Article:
Circle Square Moose

Book review by
Regan McMahon, Common Sense Media
Circle Square Moose Book Poster Image
More zany fun as Moose muscles in on book about shapes.

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A lot or a little?

The parents' guide to what's in this book.

Educational Value

Lots of everyday examples of shapes: circle, square, triangle, rectangle, diamond, curve, star. 

Positive Messages

You can find examples of shapes all around you if you just look for them. True friends are there for you -- "Friends to the end'' --  no matter how crazy and mixed up things get.  

Positive Role Models & Representations

Moose is fun-loving, creative, and exuberant, even though he butts in, steals food, and messes things up. He's also a good "friend to the end" for Moose. Zebra tries to keep order but remains flexible as things unravel and politely thanks Moose for finishing the book and giving him a star, his favorite shape. The narrator is frustrated and impatient and finally gives up, saying, "That's it. I'm done. Goodbye. You can finish this book YOURSELVES."

Violence & Scariness

Zebra gets tangled up in a ribbon, but Moose saves him.

Language

What parents need to know

Parents need to know that Kelly Bingham's Circle Square Moose is a book about shapes and the follow-up to the hilarious alphabet book Z Is for Moose. As in the first book, silly Moose intrudes on the narration to make the book all about him. And rule-following Zebra tries to control Moose's self-serving antics and restore order. It's a zany romp with clever, funny illustrations by Paul O. Zelinsky and solid examples of shapes in the real world that may stick with kids amid all the giggles. 

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What's the story?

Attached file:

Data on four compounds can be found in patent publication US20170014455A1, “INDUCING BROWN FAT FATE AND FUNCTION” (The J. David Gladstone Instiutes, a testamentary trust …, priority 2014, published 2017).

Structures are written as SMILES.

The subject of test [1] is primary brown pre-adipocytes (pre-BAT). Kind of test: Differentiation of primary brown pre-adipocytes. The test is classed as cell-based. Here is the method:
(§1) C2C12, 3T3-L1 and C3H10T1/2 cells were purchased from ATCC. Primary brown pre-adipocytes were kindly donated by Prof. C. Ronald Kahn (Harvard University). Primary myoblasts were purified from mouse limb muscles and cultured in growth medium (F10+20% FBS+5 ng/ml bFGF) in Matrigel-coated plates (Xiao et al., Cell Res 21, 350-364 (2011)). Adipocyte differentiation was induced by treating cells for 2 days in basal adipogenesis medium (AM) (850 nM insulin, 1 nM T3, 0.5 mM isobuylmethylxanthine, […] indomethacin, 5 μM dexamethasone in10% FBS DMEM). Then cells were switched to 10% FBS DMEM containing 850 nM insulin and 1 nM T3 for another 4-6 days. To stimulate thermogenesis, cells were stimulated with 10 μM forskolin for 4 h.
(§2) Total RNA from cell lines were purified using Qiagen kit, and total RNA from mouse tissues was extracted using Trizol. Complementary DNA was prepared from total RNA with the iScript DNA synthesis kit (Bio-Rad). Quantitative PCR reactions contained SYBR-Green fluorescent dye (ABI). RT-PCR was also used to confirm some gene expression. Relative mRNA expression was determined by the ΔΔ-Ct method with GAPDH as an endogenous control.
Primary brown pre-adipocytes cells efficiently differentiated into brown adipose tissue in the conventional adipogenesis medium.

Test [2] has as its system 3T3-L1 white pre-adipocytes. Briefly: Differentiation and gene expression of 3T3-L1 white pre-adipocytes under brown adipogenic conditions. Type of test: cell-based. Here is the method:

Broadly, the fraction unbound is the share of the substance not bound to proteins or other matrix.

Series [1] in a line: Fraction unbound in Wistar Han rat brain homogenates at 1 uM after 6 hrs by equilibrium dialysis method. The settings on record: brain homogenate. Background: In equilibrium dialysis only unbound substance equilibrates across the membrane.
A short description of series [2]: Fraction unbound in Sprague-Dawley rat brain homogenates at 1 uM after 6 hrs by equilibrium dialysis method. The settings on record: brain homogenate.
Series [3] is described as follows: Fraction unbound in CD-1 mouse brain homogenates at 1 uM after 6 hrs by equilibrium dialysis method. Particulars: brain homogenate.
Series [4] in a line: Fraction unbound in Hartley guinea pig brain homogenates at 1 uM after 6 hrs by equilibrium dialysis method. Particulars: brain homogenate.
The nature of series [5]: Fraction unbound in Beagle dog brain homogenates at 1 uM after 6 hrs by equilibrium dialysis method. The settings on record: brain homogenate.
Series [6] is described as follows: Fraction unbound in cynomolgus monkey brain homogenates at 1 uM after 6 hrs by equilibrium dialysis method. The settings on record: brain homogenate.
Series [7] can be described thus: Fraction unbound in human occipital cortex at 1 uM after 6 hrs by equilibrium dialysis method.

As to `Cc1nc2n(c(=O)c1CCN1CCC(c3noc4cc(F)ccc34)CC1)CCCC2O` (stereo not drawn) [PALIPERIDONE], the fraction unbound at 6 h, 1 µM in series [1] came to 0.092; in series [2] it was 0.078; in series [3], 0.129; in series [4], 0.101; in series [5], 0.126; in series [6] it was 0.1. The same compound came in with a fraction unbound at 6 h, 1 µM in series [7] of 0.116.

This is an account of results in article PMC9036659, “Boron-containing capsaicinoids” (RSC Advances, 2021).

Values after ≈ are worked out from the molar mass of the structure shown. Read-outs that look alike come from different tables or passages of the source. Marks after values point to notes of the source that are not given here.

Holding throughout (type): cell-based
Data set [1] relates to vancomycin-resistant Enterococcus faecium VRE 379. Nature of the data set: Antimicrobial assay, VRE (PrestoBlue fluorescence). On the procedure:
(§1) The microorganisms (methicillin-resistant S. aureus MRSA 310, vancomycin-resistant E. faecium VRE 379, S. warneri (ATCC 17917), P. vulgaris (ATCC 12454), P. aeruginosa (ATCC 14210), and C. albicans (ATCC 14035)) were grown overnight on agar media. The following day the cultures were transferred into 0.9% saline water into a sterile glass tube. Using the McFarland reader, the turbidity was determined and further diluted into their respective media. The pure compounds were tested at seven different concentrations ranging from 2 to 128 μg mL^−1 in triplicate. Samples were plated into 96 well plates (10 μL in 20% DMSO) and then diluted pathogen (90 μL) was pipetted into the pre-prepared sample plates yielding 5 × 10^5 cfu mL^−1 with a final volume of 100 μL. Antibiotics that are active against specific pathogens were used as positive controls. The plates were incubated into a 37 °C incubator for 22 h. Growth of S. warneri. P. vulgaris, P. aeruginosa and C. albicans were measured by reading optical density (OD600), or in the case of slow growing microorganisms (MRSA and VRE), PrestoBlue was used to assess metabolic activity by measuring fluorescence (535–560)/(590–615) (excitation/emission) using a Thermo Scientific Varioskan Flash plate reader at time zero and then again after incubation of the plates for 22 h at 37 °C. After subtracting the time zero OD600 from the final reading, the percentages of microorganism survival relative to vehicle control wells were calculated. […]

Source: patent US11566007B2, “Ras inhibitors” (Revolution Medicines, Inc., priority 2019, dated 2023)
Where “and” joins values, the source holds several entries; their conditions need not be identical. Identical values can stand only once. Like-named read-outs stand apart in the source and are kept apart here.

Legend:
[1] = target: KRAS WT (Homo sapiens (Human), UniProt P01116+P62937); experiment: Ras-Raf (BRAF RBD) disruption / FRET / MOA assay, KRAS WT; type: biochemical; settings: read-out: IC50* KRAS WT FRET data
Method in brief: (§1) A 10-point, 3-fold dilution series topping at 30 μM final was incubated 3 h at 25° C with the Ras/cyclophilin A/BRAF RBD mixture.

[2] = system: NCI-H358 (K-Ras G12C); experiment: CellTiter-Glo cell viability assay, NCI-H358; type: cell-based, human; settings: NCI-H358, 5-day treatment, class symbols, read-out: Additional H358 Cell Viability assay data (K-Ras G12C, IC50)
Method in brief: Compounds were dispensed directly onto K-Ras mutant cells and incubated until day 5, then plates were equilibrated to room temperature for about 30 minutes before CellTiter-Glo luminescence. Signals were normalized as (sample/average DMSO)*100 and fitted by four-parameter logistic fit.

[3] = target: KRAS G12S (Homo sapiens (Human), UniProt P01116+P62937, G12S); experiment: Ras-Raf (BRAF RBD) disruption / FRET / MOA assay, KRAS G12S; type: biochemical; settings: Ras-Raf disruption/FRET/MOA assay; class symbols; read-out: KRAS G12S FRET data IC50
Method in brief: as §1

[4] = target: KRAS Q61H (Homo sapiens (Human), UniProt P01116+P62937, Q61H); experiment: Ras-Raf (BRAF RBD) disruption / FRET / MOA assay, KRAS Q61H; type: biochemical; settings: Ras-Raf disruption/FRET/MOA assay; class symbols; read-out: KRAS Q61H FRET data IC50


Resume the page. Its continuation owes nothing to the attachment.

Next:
Just as he did in Z Is for Moose, buttinsky Moose (with his cat sidekick) just has to interrupt as the narrator identifies shapes and their real-world examples, such as circle and button, sandwich and square. First intrusion: Moose eats the sandwich. "Cute, but this is not an animal book," says the narrator. "It's a shape book. You both have to leave." But they don't. Soon Zebra, the referee from the previous book, shows up and says, "I'll handle this," and chases Moose across the pages, passing examples of shapes along the way (a picture frame, bathroom tile, and a checkers board for square; polka dots, a lollipop, and the sun for circle). Things get really crazy when they fall through a hole into outer space and find the last shape: a star. 

Is it any good?

CIRCLE SQUARE MOOSE is wild and wacky like the previous Z Is for Moose and reprises some of its characters, such as the queen (who has diamonds in her crown) and the chaos-controlling Zebra. The Moose-Zebra friendship deepens, and underneath all the zaniness, there's solid information about shapes and where we see them in our world. 

Talk to your kids about ...

  • Families can talk about shapes. What things in the real world are the shape of a circle, a square, and a triangle?

  • Are funny books better than serious books? What's a favorite funny book you've read? What made it so good, the story or the character?

  • Do you know anyone like Moose, who's always acting silly and butting in? Do you like him or her anyway?

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